Table of contents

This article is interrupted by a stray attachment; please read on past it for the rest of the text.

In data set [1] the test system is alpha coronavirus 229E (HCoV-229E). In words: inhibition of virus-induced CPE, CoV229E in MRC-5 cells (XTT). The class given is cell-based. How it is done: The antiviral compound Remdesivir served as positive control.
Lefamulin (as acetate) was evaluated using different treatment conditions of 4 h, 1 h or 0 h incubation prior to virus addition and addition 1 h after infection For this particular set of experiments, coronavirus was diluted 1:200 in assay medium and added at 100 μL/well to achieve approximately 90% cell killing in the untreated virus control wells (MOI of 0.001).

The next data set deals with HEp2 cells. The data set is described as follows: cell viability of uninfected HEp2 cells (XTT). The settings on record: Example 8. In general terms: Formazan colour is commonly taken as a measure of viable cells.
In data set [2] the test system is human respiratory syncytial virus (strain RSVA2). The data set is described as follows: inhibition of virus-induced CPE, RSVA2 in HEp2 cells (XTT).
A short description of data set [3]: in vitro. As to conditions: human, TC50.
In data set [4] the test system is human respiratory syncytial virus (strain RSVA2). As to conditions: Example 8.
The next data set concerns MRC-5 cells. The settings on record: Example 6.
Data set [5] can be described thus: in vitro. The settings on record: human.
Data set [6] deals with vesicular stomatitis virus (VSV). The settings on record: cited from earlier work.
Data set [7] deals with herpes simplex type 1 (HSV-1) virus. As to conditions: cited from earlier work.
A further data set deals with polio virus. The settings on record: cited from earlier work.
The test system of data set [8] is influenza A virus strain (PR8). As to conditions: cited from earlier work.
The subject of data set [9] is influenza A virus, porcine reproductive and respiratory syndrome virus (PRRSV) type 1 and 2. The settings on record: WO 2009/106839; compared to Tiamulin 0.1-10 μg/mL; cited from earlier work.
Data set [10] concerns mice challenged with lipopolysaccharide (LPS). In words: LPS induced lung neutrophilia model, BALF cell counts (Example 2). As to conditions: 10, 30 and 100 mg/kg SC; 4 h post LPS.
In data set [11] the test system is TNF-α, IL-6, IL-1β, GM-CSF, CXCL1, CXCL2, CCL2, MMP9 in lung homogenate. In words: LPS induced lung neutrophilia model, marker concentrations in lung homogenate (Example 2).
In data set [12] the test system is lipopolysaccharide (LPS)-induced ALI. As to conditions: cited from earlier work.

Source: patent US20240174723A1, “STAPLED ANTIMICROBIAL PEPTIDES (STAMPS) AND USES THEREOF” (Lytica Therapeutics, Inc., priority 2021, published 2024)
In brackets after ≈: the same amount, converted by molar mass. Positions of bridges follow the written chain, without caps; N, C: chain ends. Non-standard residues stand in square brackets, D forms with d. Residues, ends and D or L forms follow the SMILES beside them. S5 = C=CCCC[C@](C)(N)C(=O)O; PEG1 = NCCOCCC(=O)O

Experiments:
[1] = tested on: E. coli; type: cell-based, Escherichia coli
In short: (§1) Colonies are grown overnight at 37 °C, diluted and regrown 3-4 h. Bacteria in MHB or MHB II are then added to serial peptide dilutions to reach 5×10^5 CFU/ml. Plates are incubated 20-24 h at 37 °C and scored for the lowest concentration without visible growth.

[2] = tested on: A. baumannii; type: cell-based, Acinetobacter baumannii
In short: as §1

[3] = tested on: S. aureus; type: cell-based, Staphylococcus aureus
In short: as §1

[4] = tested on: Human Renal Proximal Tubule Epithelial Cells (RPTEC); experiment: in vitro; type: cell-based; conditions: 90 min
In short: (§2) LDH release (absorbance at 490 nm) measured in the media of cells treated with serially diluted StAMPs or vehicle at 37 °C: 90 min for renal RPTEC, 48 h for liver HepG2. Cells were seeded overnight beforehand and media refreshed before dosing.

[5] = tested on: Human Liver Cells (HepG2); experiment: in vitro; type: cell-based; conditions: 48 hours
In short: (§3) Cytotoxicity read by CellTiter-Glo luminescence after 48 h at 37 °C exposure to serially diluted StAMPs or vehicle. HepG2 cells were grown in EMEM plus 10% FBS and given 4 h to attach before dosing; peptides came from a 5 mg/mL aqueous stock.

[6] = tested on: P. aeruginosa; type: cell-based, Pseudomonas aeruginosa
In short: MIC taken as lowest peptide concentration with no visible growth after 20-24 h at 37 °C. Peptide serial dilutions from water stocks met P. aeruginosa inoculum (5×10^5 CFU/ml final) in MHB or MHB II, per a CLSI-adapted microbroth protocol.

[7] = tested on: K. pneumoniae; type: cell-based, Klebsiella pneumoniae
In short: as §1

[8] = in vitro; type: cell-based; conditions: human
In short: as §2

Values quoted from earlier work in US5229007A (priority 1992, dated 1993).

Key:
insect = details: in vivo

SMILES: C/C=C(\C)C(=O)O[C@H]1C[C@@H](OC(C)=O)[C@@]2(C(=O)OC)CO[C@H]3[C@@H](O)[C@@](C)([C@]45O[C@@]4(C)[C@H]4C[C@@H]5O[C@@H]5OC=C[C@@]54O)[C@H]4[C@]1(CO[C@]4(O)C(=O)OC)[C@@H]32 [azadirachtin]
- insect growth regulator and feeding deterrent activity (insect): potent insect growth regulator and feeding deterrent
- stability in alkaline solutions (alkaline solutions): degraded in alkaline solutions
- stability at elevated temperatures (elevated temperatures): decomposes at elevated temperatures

Chapter 1: Teaching as a design science The role of technology Learning about teaching Education as a design science Design patterns for learning The foundations for teaching as design Chapter 2: What is formal learning? Introduction The view from the educational establishment The view from the workplace The view from educational theorists Teachers' views of formal learning Concluding points Chapter 3: What students bring to learning Introduction Student engagement Intellectual characteristics Formal and informal learning contexts Summary Chapter 4: What it takes to learn Introduction What happens in learning Making learning happen Summary Chapter 5: What it takes to teach Introduction Factors infulencing the design of teaching Approaches to designing for learning Aligning goals, activities and assessment Monitoring alternative conceptions Scaffolding theory-generated practice Fostering conceptual change Encouraging metacognition Teaching as design A principled approach to designing for learning Summary Chapter 6: Motivating and enabling the learning cycle Introduction The under-performance of learning technologies A framework for analysing formal learning Technologies for teaching-learning activities The framework as a design analysis tool The idea of pedagogical patterns Summary Chapter 7: Learning through acquisition Introduction Learning through acquisition Teaching using narrative presentation Structuring a narrative presentation How can digital technologies help? Preparing students for learning through acquisition Capturing pedagogical patterns Summary: designing for learning through acquisition Chapter 8: Learning through inquiry Introduction Learning through inquiry Inquiry learning in the Conversational Framework How can digital technologies help? Pedagogical patterns for inquiry learning Summary: designing for learning through inquiry Chapter 9: Learning through discussion Introduction Learning through discussion Discussion-based methods How can digital technologies help? The pedagogy of learning through discussion Pedagogical patterns for discussion learning Summary: designing for learning through discussion Chapter 10: Learning through practice Introduction Learning through practice Learning through practice in formal education How can digital technologies help? Pedagogical patterns for learning through practice Summary: designing for learning through practice Chapter 11: Learning through collaboration Introduction Learning through collaboration How can digital technologies help? Pedagogical patterns for collaborative learning Summary: designing for learning through collaboration Chapter 12: Teaching as developing pedagogical Patterns Introduction Requirements for a design science Representing patterns for learning Exploring the idea of pedagogical patterns Learning design tools and resources Collaborative learning for teachers Concluding points. References